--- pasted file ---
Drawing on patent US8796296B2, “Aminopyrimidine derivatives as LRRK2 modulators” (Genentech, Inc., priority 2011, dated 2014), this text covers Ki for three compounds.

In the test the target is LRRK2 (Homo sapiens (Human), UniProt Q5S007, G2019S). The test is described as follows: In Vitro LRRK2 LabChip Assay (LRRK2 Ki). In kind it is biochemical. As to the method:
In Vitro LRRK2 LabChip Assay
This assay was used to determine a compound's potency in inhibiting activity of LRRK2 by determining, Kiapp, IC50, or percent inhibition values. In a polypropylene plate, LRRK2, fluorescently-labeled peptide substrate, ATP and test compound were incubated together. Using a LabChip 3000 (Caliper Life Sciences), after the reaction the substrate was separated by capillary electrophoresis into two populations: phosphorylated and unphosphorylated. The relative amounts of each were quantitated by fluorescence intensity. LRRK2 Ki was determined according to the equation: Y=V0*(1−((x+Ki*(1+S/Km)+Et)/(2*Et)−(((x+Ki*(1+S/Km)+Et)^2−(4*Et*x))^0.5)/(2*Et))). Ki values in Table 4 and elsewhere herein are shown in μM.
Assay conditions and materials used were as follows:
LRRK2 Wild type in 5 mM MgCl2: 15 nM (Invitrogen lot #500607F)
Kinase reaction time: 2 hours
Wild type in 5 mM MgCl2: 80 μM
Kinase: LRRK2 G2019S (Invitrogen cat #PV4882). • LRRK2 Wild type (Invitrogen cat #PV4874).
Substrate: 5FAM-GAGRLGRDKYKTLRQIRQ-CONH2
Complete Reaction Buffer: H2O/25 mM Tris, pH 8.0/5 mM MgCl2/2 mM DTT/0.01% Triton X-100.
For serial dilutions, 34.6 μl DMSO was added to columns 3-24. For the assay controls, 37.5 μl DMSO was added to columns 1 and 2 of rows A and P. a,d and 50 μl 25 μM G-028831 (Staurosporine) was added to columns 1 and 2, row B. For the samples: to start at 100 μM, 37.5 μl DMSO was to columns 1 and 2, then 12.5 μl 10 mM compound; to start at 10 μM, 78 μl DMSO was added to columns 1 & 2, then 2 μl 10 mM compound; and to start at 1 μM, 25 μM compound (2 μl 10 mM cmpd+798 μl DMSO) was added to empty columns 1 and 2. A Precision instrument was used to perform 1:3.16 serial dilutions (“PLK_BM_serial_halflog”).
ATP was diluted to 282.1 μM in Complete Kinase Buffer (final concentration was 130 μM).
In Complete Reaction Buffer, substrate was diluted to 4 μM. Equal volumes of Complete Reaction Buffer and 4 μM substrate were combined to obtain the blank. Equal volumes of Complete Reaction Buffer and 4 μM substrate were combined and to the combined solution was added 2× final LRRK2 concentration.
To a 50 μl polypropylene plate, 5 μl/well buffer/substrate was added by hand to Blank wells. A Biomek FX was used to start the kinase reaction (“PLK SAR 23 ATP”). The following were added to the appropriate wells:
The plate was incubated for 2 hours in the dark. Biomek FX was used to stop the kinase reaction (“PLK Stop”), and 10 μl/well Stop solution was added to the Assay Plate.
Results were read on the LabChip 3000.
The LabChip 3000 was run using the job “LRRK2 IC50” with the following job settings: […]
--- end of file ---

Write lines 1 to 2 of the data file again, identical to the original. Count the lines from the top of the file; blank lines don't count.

Drawing on patent US8796296B2, “Aminopyrimidine derivatives as LRRK2 modulators” (Genentech, Inc., priority 2011, dated 2014), this text covers Ki for three compounds.

In the test the target is LRRK2 (Homo sapiens (Human), UniProt Q5S007, G2019S). The test is described as follows: In Vitro LRRK2 LabChip Assay (LRRK2 Ki). In kind it is biochemical. As to the method: